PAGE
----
Unschoolers (and home schoolers in general) challenge the notion that kids need this environment to learn. To be honest, looking back on it, schools are not ideal places for absorbing the most information even if you are lucky and survive it. You study, you pass and you move on to the next exam. It’s too stressful to retain all that information with everything else that is going on.
Schools are also false communities, they take one age, one demographic children and pit them against each other for grades and other extrinsic rewards, they pay no thoughts to the realities of how varied learning can be and the much higher value of intrinsic reward in the learning process. They disrupt flow with change in classes which can make the absorbed learner quite frustrated. (I suffered from this a lot all through my schooling.) Even in the more communal classrooms, students are expected to all behave in the same way. What if your kid is quiet? What if they are the loudest? What if they like or don’t like groupwork? What if they need to move to think? What if they want to stand up or sit on the floor to learn? What if they learn best by doing, not taking notes. What if the content of the curriculum is of no interest to them? Will it ever be of interest to them? Will they need it in a decade or two’s time when they enter the adult world? Who decides what they need then and do they even care if they are wrong?
Handwriting class is a good example, why? We scrawl notes that only require a few to read, print is required on forms, we type or voice almost every other form of communication so being forced to learn perfect letter formation on the lines in Victorian cursive is wasteful yet schools all over Australia dedicate plenty of time to teaching it. In essence, schools fail students because they put classroom management and current economic climate over the needs of the individual learner preparing for adulthood many years into the future.
THE ACT OF TEACHING
The obvious follow on question from there is does one need to even be taught if current schooling methods are so far from learners needs?
Humans can absolutely survive without it in a schooled sense. The concepts everyone seems to care about, (reading, writing and basic math) come in their own time to children who have their intrinsic motivation intact and are immersed in a learning rich environment. It just happens, they can’t avoid it much like learning to talk or walk, it’s part of our daily lives. But if we think ahead, those skills are not where humanity is unique. We are uniquely creative beings, those skills are merely tools to express that. Creativity is something kids are born experts at.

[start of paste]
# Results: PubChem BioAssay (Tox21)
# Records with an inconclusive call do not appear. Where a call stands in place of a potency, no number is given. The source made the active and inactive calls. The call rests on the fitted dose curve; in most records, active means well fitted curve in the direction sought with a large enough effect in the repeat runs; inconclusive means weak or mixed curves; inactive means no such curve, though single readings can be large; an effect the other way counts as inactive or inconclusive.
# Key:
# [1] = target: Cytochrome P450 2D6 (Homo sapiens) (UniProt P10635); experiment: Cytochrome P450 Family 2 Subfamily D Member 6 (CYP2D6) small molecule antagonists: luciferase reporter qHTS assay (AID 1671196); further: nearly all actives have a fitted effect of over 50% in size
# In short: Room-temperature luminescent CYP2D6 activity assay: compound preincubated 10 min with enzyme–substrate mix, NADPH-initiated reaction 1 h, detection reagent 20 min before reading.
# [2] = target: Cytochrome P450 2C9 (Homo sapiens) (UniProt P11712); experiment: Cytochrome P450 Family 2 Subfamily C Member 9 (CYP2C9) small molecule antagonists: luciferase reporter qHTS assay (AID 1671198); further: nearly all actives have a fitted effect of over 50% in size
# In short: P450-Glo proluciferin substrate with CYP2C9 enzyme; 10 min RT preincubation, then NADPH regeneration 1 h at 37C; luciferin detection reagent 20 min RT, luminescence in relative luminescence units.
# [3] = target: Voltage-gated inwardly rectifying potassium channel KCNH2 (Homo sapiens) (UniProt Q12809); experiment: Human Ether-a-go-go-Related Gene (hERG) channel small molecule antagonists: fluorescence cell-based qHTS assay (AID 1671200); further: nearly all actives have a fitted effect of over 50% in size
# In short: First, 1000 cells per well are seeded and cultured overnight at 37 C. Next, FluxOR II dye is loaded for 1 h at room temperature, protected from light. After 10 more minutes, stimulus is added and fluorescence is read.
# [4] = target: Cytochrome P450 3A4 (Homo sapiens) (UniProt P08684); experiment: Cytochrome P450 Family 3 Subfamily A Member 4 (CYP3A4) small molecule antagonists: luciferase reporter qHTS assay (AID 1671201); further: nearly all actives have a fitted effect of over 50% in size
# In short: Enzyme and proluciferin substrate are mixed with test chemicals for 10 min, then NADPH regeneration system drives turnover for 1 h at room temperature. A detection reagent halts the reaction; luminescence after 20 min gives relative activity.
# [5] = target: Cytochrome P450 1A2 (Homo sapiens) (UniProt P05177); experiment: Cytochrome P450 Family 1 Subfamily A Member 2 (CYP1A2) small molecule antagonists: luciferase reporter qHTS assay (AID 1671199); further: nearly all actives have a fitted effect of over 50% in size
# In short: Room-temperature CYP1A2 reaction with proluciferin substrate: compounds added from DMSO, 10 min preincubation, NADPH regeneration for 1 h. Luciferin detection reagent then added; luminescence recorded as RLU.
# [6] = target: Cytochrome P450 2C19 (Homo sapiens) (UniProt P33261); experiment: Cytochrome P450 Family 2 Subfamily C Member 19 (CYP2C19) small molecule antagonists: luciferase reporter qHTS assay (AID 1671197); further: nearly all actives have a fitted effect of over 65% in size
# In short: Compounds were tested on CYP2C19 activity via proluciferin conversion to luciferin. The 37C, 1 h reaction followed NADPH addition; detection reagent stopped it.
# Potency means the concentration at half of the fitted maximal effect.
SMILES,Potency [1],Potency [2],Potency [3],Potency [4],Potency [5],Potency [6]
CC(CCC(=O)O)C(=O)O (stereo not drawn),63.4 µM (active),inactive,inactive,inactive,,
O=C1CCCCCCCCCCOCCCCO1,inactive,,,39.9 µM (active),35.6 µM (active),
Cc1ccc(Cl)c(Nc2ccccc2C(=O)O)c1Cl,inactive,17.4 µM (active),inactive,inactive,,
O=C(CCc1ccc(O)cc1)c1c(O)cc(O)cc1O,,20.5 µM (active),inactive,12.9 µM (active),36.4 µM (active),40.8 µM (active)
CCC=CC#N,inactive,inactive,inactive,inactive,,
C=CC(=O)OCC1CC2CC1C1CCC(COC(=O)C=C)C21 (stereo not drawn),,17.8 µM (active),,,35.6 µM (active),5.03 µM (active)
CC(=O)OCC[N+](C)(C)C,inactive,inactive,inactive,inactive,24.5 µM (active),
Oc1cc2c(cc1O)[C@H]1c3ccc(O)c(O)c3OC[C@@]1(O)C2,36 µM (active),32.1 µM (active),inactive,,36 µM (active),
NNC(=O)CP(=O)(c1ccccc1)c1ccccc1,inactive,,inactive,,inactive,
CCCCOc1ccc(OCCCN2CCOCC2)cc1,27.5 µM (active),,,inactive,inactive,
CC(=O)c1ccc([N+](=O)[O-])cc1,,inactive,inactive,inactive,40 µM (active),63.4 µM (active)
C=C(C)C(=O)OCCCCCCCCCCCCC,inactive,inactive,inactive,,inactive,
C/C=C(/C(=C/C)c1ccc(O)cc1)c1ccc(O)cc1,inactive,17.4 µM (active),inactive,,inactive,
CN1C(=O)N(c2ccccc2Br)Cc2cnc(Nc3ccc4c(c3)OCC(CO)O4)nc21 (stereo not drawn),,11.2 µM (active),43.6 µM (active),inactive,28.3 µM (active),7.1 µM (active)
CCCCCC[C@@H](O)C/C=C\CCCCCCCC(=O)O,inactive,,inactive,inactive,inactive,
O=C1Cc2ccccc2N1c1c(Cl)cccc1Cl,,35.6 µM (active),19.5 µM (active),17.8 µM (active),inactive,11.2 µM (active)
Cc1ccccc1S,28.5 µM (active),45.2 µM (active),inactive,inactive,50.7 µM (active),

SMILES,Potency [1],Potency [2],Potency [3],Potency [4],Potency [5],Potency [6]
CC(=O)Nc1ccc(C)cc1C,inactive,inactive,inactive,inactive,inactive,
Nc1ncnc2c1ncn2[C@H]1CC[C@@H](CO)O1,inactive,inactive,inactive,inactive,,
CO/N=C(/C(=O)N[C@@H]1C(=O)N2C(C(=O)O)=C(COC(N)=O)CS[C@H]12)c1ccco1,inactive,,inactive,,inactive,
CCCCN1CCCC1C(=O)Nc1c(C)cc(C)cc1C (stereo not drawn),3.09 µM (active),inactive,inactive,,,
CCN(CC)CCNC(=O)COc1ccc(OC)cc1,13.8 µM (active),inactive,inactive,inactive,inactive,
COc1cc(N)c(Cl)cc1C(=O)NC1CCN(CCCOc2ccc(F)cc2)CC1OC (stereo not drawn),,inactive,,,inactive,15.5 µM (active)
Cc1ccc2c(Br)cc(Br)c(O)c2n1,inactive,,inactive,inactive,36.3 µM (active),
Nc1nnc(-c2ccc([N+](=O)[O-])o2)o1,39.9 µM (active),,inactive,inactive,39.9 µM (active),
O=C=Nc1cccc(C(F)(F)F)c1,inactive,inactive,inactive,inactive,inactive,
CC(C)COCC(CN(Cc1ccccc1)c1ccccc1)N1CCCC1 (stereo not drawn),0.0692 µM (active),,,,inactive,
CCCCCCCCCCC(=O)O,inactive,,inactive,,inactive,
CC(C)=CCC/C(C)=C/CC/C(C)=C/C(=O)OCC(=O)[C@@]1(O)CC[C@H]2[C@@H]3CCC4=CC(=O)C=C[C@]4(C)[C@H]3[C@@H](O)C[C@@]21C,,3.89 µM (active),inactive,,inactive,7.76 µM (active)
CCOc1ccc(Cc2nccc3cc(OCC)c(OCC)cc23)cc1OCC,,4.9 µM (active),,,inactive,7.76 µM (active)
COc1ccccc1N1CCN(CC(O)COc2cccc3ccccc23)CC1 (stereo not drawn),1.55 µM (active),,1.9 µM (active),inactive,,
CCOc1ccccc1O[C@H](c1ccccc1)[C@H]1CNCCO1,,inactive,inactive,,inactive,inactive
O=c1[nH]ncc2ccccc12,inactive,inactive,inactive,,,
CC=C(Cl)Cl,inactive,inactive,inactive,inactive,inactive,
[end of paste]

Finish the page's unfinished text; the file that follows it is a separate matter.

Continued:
Kids may not need to be taught but some might want to be to master more complex tasks. It’s like a useful shortcut. It’s convenience. Like any convenience it has a cost, (a decrease in respect of what one learns in this case.) Being taught is like a sometimes food for learning. One wouldn’t eat convenience food all the time for your health, teaching is the same for learning, it can (if used all the time,) damage intrinsic motivation which is part of a healthy learning diet. On the flip side, we only live so long, if we want mastery of something then standing on the shoulders of others to attain it is the path of least resistance to successful mastery. That is where teaching comes in along with any other tool used to access information faster than figuring it out individually. Teacher, mentor, facilitator, static information access and learner are all part of the one movement of information, I don’t think they can even be separated, It has been like this for most of humanity in one format or another, we would all be sitting here discovering wheels without that process.